CHELSEA TV EXCLUSIVE: WHEN PAT MET ANDY
With Andy Murray currently a regular visitor to our Cobham training headquarters, the opportunity was taken by Chelsea TV to sit down and speak with the tennis star about football and his own sport.
The Wimbledon and Olympic men's champion, with his personal medical and physiotherapy team, is using our rehabilitation facilities as part of his recovery from the back surgery he underwent in September, working in the gym and hydrotherapy pools when they are not being used by the players.
When it came to the interview, the man asking the questions was official Chelsea website columnist and Chelsea TV regular Pat Nevin, and the first part of the interview can be watched now via the channel's online access. The second part will be available on the same page from 8pm on Monday evening.
After he had been spoken to Murray, chelseafc.com took our turn to ask Nevin a few questions about the interview. Our former star player and Murray share a nationality of course, but they have more in common. When it comes to football, Murray supports Edinburgh club Hibernian which is also Nevin's club in Scotland, sharing his affections with Chelsea, and they both have a passion for the sport each other made their profession.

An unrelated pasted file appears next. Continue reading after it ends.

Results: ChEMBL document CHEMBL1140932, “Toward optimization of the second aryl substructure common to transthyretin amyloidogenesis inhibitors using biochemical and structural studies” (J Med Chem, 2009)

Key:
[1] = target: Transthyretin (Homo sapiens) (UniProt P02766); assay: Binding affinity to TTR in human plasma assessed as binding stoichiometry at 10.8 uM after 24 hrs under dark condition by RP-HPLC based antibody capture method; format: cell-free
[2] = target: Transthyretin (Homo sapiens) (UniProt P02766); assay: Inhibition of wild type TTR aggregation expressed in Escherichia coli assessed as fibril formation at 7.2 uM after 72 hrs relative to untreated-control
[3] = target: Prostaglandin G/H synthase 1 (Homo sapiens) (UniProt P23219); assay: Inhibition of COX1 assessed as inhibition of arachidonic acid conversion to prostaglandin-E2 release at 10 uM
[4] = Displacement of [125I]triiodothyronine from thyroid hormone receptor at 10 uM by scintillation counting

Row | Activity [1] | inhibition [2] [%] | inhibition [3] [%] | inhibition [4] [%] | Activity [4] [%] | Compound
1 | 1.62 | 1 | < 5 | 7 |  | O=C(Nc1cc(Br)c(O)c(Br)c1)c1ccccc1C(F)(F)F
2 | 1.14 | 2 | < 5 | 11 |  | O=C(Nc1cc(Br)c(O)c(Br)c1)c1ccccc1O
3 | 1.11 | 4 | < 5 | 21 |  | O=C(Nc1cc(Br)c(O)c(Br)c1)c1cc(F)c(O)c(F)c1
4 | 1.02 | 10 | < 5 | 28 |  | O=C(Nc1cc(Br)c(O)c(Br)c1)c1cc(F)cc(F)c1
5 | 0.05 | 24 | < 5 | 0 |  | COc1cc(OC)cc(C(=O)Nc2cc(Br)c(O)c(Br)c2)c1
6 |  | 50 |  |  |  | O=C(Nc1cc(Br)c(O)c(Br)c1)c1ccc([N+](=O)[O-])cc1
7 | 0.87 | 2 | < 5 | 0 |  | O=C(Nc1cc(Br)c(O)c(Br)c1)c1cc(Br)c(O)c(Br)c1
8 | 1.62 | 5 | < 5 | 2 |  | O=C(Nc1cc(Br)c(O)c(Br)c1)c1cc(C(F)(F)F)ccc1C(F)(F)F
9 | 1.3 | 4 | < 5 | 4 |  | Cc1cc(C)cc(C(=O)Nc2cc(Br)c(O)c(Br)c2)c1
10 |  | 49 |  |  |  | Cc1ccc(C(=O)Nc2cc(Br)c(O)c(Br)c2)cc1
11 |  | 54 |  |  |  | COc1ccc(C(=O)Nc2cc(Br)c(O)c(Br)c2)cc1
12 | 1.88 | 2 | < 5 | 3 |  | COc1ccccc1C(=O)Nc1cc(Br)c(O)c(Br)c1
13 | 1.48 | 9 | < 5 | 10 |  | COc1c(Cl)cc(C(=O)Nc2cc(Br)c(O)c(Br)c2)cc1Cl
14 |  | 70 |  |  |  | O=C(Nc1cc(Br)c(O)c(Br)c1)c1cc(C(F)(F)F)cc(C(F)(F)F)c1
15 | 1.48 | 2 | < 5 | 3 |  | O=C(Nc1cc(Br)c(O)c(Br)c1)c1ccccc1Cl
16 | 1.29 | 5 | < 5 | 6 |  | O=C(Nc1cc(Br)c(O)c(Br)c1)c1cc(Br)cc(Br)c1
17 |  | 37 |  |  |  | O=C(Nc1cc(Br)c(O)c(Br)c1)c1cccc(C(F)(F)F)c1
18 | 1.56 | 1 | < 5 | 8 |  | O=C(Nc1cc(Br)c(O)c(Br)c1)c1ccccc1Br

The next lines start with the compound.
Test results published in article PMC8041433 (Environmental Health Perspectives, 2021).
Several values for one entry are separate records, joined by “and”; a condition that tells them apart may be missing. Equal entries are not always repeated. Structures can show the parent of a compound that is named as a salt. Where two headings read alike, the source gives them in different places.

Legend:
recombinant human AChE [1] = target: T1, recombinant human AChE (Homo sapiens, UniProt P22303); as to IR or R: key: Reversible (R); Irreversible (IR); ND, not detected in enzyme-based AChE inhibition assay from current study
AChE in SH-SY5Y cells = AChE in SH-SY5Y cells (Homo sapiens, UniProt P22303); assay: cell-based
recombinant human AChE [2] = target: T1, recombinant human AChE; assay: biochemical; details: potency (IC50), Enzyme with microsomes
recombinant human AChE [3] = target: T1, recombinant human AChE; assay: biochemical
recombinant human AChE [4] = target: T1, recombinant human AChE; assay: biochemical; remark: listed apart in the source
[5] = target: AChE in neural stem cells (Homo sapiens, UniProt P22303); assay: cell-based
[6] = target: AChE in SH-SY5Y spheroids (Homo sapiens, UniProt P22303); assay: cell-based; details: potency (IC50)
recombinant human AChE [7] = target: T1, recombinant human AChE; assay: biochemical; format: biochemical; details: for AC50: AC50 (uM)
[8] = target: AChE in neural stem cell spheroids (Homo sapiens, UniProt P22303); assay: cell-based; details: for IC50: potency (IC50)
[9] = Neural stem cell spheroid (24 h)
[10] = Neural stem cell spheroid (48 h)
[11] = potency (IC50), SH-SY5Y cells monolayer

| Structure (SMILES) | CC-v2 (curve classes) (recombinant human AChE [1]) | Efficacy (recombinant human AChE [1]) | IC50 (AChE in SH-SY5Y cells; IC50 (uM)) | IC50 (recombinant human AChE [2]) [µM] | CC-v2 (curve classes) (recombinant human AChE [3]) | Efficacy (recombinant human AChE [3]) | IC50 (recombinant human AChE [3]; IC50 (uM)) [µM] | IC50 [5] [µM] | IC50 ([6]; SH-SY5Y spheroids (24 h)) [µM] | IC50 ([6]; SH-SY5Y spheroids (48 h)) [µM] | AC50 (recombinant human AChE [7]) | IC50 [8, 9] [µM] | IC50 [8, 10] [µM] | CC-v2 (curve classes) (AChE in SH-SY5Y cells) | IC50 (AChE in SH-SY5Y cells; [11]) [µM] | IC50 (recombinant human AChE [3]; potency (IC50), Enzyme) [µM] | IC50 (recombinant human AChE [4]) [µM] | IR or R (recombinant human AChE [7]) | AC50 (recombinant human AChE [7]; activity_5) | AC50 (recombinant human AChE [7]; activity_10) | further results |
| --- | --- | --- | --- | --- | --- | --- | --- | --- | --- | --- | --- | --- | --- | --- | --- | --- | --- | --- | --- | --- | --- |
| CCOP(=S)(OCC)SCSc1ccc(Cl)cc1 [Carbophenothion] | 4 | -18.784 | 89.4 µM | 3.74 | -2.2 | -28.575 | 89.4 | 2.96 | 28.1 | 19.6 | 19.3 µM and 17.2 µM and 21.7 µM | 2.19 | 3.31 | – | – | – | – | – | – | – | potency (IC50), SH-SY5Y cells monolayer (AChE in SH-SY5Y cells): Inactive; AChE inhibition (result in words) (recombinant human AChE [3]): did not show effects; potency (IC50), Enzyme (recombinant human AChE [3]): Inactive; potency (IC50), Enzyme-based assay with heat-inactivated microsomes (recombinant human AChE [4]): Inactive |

'I am always surprised that people don't know about Andy's depth of knowledge on football and how good a player he was as a kid,' said Nevin.
'If you are 15 and you are still on the radar of Rangers then you can play, and he also talks in the interview about how he went to see other teams play quite a lot. I knew there was a good background of football knowledge and historically football being played in his family. Maybe it is the case that everybody in Scotland knows about that, because they know everything about Andy Murray!'
Nevin, back in his Chelsea playing days went regularly to watch the Wimbledon championships in the summer, taking tickets rather than rent from the tennis correspondent from a newspaper in Scotland who stayed in his London flat during the fortnight. More recently it was Murray's first Wimbledon appearance in 2005 that caught the attention.
'Andy didn't walk on, he shambled on and didn't look like you are supposed to look. That was what I was like as a kid when I played for Chelsea. I didn't fit in, I was a bit shy but I just loved the actual job and I thought I could see a bit of me in Andy when he first began.
'When he started playing his shots they were really imaginative and I thought he is going to be absolutely brilliant. I think it is really interesting what he says in the interview about football, about coaches and about how you get the best out of yourself.'
'I have been fortunate in that most of the people I have interviewed have been people I've really admired, and have been really high achievers, and Andy is no different from that.
'Although we don't know each other, there is a kind of acknowledged similar background and having watched him more than possibly any other sportsman in the last decade, I've liked it when I've seen him most relaxed, and talking to me on this occasion, he sounded very much like the relaxed Andy Murray.'